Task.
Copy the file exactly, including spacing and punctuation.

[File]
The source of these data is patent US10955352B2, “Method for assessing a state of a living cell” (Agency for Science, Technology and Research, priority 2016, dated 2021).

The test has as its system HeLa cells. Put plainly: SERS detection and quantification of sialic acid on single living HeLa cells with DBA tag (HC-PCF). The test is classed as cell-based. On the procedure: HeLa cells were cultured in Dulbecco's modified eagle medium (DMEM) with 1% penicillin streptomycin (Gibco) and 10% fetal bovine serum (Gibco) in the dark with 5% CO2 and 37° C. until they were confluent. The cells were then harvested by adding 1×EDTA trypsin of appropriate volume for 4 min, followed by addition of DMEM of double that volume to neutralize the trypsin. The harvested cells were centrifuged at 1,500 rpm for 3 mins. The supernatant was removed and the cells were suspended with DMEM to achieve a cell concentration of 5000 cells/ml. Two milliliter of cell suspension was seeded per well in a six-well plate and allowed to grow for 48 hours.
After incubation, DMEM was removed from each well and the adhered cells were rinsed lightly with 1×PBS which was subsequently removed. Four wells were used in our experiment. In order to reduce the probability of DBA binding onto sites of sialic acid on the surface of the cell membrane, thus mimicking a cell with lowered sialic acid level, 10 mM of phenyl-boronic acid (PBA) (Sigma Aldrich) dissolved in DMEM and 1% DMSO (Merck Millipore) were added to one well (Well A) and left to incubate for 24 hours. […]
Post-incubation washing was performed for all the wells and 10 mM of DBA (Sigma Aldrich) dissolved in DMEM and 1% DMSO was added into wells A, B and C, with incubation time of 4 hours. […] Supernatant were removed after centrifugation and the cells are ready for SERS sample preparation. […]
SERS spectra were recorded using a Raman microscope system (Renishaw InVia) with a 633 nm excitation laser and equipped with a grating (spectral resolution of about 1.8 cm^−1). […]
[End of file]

The source of these data is patent US10955352B2, “Method for assessing a state of a living cell” (Agency for Science, Technology and Research, priority 2016, dated 2021).

The test has as its system HeLa cells. Put plainly: SERS detection and quantification of sialic acid on single living HeLa cells with DBA tag (HC-PCF). The test is classed as cell-based. On the procedure: HeLa cells were cultured in Dulbecco's modified eagle medium (DMEM) with 1% penicillin streptomycin (Gibco) and 10% fetal bovine serum (Gibco) in the dark with 5% CO2 and 37° C. until they were confluent. The cells were then harvested by adding 1×EDTA trypsin of appropriate volume for 4 min, followed by addition of DMEM of double that volume to neutralize the trypsin. The harvested cells were centrifuged at 1,500 rpm for 3 mins. The supernatant was removed and the cells were suspended with DMEM to achieve a cell concentration of 5000 cells/ml. Two milliliter of cell suspension was seeded per well in a six-well plate and allowed to grow for 48 hours.
After incubation, DMEM was removed from each well and the adhered cells were rinsed lightly with 1×PBS which was subsequently removed. Four wells were used in our experiment. In order to reduce the probability of DBA binding onto sites of sialic acid on the surface of the cell membrane, thus mimicking a cell with lowered sialic acid level, 10 mM of phenyl-boronic acid (PBA) (Sigma Aldrich) dissolved in DMEM and 1% DMSO (Merck Millipore) were added to one well (Well A) and left to incubate for 24 hours. […]
Post-incubation washing was performed for all the wells and 10 mM of DBA (Sigma Aldrich) dissolved in DMEM and 1% DMSO was added into wells A, B and C, with incubation time of 4 hours. […] Supernatant were removed after centrifugation and the cells are ready for SERS sample preparation. […]
SERS spectra were recorded using a Raman microscope system (Renishaw InVia) with a 633 nm excitation laser and equipped with a grating (spectral resolution of about 1.8 cm^−1). […]